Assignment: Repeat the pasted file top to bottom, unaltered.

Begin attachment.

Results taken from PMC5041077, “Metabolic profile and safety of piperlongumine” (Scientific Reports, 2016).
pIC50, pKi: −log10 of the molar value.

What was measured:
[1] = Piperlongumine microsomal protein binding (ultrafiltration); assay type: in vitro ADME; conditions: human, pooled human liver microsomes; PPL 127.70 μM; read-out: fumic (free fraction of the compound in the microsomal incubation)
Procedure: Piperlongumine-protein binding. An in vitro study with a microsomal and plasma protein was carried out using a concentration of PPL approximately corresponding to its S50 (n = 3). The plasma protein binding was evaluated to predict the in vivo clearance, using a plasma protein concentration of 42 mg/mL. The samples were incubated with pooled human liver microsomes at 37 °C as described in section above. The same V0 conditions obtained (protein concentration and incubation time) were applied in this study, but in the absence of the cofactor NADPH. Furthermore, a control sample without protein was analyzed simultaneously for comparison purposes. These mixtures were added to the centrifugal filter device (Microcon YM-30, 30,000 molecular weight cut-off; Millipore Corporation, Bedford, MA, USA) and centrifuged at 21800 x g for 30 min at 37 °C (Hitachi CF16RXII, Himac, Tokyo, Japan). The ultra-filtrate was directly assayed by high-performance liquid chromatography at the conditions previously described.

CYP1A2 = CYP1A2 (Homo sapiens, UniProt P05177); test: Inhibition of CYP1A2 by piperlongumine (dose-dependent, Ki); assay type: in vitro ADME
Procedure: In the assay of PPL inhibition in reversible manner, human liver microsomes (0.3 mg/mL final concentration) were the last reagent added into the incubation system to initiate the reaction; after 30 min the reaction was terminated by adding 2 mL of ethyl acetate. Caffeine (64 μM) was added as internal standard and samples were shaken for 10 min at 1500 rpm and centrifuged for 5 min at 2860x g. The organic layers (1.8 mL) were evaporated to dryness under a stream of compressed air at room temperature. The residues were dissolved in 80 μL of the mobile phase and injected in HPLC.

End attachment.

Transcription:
Results taken from PMC5041077, “Metabolic profile and safety of piperlongumine” (Scientific Reports, 2016).
pIC50, pKi: −log10 of the molar value.

What was measured:
[1] = Piperlongumine microsomal protein binding (ultrafiltration); assay type: in vitro ADME; conditions: human, pooled human liver microsomes; PPL 127.70 μM; read-out: fumic (free fraction of the compound in the microsomal incubation)
Procedure: Piperlongumine-protein binding. An in vitro study with a microsomal and plasma protein was carried out using a concentration of PPL approximately corresponding to its S50 (n = 3). The plasma protein binding was evaluated to predict the in vivo clearance, using a plasma protein concentration of 42 mg/mL. The samples were incubated with pooled human liver microsomes at 37 °C as described in section above. The same V0 conditions obtained (protein concentration and incubation time) were applied in this study, but in the absence of the cofactor NADPH. Furthermore, a control sample without protein was analyzed simultaneously for comparison purposes. These mixtures were added to the centrifugal filter device (Microcon YM-30, 30,000 molecular weight cut-off; Millipore Corporation, Bedford, MA, USA) and centrifuged at 21800 x g for 30 min at 37 °C (Hitachi CF16RXII, Himac, Tokyo, Japan). The ultra-filtrate was directly assayed by high-performance liquid chromatography at the conditions previously described.

CYP1A2 = CYP1A2 (Homo sapiens, UniProt P05177); test: Inhibition of CYP1A2 by piperlongumine (dose-dependent, Ki); assay type: in vitro ADME
Procedure: In the assay of PPL inhibition in reversible manner, human liver microsomes (0.3 mg/mL final concentration) were the last reagent added into the incubation system to initiate the reaction; after 30 min the reaction was terminated by adding 2 mL of ethyl acetate. Caffeine (64 μM) was added as internal standard and samples were shaken for 10 min at 1500 rpm and centrifuged for 5 min at 2860x g. The organic layers (1.8 mL) were evaporated to dryness under a stream of compressed air at room temperature. The residues were dissolved in 80 μL of the mobile phase and injected in HPLC.